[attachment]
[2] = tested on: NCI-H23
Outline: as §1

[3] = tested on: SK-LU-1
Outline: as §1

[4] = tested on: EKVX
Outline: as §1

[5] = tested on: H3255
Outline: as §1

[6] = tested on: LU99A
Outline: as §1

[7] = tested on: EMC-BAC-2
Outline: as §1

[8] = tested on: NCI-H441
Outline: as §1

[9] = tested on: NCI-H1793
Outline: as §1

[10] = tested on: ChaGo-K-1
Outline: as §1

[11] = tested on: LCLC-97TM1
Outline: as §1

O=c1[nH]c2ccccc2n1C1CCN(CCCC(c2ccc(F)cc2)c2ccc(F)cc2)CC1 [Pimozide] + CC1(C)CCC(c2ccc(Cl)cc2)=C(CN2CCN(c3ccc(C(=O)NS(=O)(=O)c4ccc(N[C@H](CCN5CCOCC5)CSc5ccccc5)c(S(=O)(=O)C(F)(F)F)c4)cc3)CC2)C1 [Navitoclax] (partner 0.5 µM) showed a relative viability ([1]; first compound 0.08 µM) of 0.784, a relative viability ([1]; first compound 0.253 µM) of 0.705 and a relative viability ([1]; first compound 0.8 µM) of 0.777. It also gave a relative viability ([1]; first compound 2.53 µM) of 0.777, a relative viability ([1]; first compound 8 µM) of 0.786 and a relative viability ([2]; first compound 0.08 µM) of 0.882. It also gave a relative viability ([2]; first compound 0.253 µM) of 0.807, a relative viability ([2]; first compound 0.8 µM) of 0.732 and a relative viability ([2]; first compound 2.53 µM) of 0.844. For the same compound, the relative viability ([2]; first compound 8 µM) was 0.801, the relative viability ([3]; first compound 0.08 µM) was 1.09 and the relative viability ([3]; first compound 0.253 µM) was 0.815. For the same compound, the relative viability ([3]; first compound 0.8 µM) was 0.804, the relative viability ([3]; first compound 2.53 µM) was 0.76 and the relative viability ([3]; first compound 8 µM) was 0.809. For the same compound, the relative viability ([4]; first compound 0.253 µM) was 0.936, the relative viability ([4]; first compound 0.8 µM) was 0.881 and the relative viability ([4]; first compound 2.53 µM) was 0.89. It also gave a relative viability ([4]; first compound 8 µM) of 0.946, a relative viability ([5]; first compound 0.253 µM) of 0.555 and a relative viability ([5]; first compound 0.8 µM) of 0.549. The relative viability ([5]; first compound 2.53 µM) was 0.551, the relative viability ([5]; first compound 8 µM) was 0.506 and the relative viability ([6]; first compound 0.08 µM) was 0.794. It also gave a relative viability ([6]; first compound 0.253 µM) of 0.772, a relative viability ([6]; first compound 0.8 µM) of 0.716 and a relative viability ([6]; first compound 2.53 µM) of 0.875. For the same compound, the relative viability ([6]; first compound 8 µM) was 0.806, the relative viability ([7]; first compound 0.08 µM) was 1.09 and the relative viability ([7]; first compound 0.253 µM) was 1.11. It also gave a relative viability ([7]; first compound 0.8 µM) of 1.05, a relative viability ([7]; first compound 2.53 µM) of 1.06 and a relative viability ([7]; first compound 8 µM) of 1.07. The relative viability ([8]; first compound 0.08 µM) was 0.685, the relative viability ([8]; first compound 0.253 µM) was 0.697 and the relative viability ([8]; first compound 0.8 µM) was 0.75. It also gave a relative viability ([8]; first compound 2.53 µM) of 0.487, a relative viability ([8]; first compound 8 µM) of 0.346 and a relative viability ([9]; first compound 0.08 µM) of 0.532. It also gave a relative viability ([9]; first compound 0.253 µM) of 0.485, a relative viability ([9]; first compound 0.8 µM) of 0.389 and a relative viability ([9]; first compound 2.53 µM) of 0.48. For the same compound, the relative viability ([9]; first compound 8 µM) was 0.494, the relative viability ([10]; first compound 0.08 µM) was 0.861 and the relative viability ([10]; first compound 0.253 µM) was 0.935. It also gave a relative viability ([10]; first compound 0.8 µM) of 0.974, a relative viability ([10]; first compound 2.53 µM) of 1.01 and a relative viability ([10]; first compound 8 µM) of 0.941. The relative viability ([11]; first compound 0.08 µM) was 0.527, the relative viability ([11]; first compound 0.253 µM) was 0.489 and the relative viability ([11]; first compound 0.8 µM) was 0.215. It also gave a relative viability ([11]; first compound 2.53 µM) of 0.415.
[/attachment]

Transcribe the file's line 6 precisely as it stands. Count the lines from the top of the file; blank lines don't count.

Outline: as §1